dwightd eisnehower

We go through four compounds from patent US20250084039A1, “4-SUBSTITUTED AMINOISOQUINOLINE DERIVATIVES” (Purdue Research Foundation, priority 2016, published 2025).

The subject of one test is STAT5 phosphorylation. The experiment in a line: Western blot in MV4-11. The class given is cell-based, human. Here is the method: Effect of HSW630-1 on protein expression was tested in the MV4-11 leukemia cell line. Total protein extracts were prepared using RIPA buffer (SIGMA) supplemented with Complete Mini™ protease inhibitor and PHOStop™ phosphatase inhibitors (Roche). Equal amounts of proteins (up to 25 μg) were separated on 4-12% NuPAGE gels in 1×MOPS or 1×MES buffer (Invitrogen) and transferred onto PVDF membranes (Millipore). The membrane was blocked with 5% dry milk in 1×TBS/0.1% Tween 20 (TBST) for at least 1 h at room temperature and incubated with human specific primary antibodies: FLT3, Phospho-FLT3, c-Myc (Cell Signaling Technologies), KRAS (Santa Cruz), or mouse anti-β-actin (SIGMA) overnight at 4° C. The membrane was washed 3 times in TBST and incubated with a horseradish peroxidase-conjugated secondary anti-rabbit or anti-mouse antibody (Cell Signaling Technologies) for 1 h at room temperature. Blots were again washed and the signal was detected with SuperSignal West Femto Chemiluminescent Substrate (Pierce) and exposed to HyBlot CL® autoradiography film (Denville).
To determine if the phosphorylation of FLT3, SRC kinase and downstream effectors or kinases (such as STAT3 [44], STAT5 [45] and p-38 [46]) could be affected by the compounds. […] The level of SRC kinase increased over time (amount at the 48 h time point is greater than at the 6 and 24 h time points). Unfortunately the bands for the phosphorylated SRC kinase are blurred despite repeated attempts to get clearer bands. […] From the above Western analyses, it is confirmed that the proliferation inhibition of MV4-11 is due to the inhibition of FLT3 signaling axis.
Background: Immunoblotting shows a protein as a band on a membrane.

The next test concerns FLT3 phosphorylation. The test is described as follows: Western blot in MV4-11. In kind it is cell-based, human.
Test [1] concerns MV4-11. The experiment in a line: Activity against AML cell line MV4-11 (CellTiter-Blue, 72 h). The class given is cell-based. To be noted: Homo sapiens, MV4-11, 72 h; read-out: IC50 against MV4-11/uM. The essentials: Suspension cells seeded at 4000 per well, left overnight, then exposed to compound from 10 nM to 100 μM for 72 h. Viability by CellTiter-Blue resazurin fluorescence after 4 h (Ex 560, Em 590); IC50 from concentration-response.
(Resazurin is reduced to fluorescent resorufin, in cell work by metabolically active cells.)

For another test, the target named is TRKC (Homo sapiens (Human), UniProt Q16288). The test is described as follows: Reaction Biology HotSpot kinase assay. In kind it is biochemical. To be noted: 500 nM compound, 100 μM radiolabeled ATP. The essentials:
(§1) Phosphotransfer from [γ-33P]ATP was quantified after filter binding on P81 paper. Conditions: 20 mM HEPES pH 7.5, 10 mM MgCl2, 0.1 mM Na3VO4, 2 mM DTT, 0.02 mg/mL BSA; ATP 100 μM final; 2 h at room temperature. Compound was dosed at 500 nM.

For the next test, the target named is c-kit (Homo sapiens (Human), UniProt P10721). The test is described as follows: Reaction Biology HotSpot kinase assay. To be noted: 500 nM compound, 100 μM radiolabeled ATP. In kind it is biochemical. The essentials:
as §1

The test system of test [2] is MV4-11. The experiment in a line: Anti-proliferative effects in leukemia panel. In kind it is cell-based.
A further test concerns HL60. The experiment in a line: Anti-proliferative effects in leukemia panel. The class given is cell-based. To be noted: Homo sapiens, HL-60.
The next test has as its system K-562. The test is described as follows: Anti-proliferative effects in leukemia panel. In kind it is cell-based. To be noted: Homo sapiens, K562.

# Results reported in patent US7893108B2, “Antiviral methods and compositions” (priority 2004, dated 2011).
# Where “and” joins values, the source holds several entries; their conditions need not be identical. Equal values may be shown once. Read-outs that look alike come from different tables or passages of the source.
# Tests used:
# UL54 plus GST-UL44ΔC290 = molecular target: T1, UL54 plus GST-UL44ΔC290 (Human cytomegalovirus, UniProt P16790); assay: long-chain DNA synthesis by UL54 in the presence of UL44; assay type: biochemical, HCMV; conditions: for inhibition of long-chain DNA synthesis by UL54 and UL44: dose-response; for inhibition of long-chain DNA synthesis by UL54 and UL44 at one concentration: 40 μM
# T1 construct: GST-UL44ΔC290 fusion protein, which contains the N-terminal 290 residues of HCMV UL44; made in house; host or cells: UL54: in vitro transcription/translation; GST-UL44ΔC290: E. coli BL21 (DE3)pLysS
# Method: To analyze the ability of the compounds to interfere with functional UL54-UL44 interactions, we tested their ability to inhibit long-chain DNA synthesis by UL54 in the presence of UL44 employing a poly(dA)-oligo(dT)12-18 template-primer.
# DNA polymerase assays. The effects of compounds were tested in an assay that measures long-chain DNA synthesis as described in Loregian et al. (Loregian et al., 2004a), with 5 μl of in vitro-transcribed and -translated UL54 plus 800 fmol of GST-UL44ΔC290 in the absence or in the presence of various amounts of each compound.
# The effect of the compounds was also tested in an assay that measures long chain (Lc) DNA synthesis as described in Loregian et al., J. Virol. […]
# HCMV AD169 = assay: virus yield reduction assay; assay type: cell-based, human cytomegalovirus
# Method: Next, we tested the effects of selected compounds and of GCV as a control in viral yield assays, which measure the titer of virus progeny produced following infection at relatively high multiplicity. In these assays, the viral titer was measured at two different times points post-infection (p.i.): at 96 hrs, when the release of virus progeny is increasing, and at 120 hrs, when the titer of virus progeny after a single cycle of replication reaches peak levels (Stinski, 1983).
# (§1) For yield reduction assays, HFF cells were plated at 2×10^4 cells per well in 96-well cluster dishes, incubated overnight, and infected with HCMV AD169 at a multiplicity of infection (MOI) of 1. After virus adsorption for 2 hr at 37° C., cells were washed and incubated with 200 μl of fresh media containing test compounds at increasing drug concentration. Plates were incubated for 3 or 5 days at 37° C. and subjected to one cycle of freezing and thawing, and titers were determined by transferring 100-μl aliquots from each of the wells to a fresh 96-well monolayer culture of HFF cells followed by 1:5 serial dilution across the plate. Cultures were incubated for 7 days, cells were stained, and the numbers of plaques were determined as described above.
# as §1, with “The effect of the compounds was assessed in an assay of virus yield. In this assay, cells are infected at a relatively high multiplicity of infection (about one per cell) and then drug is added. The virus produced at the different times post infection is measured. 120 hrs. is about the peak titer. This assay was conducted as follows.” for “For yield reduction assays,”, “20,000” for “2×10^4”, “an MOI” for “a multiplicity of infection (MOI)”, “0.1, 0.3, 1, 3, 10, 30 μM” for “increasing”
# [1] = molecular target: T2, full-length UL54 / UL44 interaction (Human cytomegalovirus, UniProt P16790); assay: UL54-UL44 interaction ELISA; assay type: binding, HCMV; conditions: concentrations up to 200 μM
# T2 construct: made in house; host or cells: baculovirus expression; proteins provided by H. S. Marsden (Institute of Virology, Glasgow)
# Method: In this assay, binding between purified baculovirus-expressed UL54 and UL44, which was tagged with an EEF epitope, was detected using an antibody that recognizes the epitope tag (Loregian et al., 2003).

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Dwight d. Eisenhower, General of the Army and the 34th President of the United States, wasn’t only an outstanding soldier but also a substantial leader. Coming into office his character as a commanding general of the successful troops in Europe during World War II, Eisenhower captured a truce in Korea and worked tirelessly during his two terms to calm the tension of the cold war. His modern republicanism brought a sense of protection and honor to a shaken America. Eisenhower was one of the greatest leaders and did a lot of good for the American people. Dwight D. Eisenhower was born on October 14th, 1890, in a home in Denison, Texas. The Family moved out of Texas to Abilene, Kansas, His father, David worked as a mechanic in a local creamery. His mother Ida was a pacifist who didn’t believe in violence or war. Eisenhower was a very nice kid who did all his errands around the house; he was passionate about hunting and fishing but also liked to lay baseball and football. Eisenhower had little to no interest in school classes but anxious to read about military history. Dwight David Eisenhower attended Abilene High School and graduated in 1909. In the course of two years Eisenhower has worked in a several of odd jobs until finally appointed to the Naval Academy at Annapolis, but he was not eligible for admittance. Nonetheless in 1910 he received an appointment to west point; he entered west point, New York in 1911 even though his mother is a pacifist she did not try to stop him from becoming a military officer. After graduating from west point Eisenhower went through many years of professional failures. World war I ended a week prior to his scheduled departure date to go to Europe. When peacetime came his career looked to be going nowh... ... middle of paper ... ...tes, which allowed the highways to fund themselves, which meant no debt. Eisenhower was a big influence on the civil rights movement, he supported the 1954 Brown v. Board of Education of Topeka U.S. Supreme Court decision, in which segregated schools were ruled to be unconstitutional. The very next day he told District of Columbia officials to make Washington a model for the rest of the country in integrating black and white public school children. September 9, 1957, president Eisenhower signed into law the civil rights act of 1957. The act denied both the federal government and the state powers to deprive U.S. citizens of the right to vote on account of race, color or previous conditions of servitude. It further banned all discrimination against individuals and organizations. In the process, it led to the banning of slavery and thus reducing racial discrimination.

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